An Addition to the Lactivist Community

Tuesday, December 04, 2012

Mind you, I was never into the idea of breastfeeding full time. It all seemed so tedious, inconvenient & exhausting. However, probably like most first time mom's are inclined to do, I armed myself during my pregnancy with all the fundamental knowledge I could get in caring for a baby in his first year of life. It was then that I learned of all the good that comes from breastfeeding one's own child. It didn't take much to convince me: I would breastfeed Joaquin for as long as I could once he was out.

Once I delivered, I soon found out I was right for the most part - it was hell of a lot of work! Though I delivered via NSD, Joaquin needed to stay for a week in the hospital for administration of antibiotics. He was immediately roomed in w/ me though, as part of St. Luke's policy, so I was fortunate enough to have constant support and tutorials on latching, feeding schedule, & baby cues on hunger. I was instructed to feed him every 2-3 hours, and Joaquin instinctively followed this schedule as well. This also meant I had to sleep in short spurts during the night too, so you can just imagine the shock that had on my body which was used to sleeping leisurely the previous 9 months. In addition to sleep deprivation which went on for a month after we went home, there's also the pain of nipple soreness from constant feeding. I felt like a cow. A zombie cow - for an entire month.

I was nevertheless determined to live through the sleepless nights & bite my lip through the pain to continue to breastfeed. The more I read about the benefits, the more dead set I became.

Top Benefits of Breastfeeding

1. It jumpstarts your baby's immune system and creates a strong foundation against a long list of illnesses, including allergies, digestive disorders such as gastrointestinal infections & respiratory problems like asthma. Studies have also shown that exclusive breastfeeding - no solid food, formula milk, or water - for the first six months, reduces the risk of occurrence of serious illnesses like meningitis & diabetes later on, or helps make them less severe if they do happen.

2. It helps prevent obesity. Babies who breastfeed have more control on their milk intake, while formula or bottle-fed babies tend to be over fed as the milk flows more freely with an artificial teat without them having to suck as hard. Breastmilk also contains less insulin, which is responsible for stimulating the creation of fat.

3. Research shows that breastfed babies may have higher IQs because of their relatively better cognitive development, as a result of the contribution that breastmilk's fatty acids bring.

4. It triggers the production of prolactin & oxytocin in moms, hormones that create the feeling of needing to nurture the baby. These help mommy bond with her baby more, in turn establishing a strong relationship early on.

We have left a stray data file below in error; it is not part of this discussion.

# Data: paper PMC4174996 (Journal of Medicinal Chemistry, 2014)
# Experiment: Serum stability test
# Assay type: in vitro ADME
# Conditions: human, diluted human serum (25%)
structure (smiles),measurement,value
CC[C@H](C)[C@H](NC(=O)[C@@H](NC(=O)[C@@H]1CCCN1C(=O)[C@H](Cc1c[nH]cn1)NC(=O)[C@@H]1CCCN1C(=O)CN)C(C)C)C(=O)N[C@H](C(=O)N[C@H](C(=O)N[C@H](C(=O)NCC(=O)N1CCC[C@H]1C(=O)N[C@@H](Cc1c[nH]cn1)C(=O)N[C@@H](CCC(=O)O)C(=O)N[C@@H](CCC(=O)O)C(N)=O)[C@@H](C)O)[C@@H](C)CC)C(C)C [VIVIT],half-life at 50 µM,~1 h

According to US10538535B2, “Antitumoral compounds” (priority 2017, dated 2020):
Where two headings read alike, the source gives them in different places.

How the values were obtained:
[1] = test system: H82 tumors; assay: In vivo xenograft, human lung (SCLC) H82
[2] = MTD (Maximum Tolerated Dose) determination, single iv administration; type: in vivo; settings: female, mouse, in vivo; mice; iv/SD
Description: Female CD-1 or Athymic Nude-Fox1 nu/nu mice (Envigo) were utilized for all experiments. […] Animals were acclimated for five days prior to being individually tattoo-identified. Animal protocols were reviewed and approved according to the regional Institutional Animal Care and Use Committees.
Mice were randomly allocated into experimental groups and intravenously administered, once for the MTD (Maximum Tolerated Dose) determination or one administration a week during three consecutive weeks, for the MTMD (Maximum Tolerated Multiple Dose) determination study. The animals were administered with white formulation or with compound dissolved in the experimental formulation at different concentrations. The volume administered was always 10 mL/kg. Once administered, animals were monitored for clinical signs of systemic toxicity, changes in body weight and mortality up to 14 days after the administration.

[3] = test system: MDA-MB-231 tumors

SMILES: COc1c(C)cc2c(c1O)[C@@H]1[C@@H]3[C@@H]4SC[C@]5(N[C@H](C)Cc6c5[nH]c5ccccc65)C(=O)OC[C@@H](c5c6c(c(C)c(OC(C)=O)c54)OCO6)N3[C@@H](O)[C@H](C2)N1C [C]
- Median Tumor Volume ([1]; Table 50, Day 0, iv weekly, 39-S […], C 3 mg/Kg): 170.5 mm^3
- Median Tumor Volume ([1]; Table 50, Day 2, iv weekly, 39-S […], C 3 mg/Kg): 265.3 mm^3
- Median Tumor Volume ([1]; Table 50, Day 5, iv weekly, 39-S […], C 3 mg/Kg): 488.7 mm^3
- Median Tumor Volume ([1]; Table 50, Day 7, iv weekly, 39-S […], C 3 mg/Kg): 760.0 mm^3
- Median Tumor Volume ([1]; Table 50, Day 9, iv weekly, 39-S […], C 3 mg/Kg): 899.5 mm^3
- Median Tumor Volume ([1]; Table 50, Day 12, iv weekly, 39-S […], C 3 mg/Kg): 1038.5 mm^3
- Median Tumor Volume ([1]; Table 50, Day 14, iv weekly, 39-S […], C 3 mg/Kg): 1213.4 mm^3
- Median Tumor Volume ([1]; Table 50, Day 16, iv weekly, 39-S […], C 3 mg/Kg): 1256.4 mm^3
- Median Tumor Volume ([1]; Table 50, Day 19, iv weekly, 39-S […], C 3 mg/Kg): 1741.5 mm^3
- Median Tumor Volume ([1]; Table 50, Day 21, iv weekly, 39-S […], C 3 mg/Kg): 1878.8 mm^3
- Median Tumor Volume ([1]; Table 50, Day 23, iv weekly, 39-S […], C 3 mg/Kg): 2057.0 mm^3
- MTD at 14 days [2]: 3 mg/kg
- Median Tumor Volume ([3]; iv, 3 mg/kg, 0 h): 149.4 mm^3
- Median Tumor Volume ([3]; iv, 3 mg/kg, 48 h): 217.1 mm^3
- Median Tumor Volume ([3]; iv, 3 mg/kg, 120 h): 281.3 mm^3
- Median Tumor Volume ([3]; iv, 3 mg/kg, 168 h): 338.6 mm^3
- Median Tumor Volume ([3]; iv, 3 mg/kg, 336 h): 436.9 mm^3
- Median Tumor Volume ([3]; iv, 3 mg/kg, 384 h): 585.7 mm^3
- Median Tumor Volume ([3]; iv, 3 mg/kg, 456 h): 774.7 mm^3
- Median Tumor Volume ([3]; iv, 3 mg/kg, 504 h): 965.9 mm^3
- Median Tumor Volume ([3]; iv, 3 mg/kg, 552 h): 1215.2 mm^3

5. It causes the uterus to contract, causing less post partum bleeding. Since the uterus also returns to its normal size sooner, you also get that slimming effect quicker! The calories that are consumed by baby also adds to faster loss of pregnancy weight. I swear by this one - I lost 12 lbs just 2 weeks after giving birth!

I do admit that despite all the pros breastfeeding presents, it isn't as easy as you hope it would be especially in the first few weeks. If you ever encounter difficulties, here are some tips that worked for me:

  • Practice correct latching. Correct positioning of mom & baby during breastfeeding seems to play a major role. If the baby is positioned right, it's easier for him to latch on properly, allowing him to get the optimal amount of milk he needs. Good positioning also helps ensure that mom stays comfortable enough to last even through a long feeding session. You may read on detailed info on the proper latch here. I heard that some babies automatically latch on correctly, while it takes practice for some others, like Joaquin, to get it right. Hence, patience is key.
  • Use a warm compress on the breasts or take a warm bath before feeding. This helps the muscles & veins relax and aids in milk flow so the baby doesn't have to suck as hard.
  • Use ice chips on sore nipples to temporarily numb the pain. Because Joaquin didn't learn how to properly latch on until a week after he was born, his constant feeding hurt really badly that at some point I thought I was going to bleed! I had to resort to numbing this way to get through feeding sessions.
  • For lucky moms who have abundant milk, expressing helps relieve them of painful engorgement. But pumping also helps during the early days by teaching your body how much breastmilk it needs to produce, establishing a steady milk supply. In addition to this, it also gave me a chance to rest longer, since I could leave a bottle with my husband so he could take the next feeding shift & this bought me an additional 2 or 3 hours of sleep.
  • Take every opportunity you can get to rest, rest, rest! It's so hard to feed baby if you're feeling so weak; plus exhaustion makes you cranky, too!

Now, I actually enjoy & ironically relax every time I feed Joaquin, that I've treated it as an exclusive quiet bonding time we regularly have everyday - I get to savor holding him close while he stares back at me like I'm the most amazing person ever. Likewise, I get to provide top nourishment that we don't have to spend a dime for, and frankly, won't find in even the most high-end shops in the world.

I am henceforth, proudly a self-proclaimed lactivist.


How Breastfeeding Benefits You and Your Baby
Breastfeeding Benefits for Mom and Baby

You Might Also Like



Like us on Facebook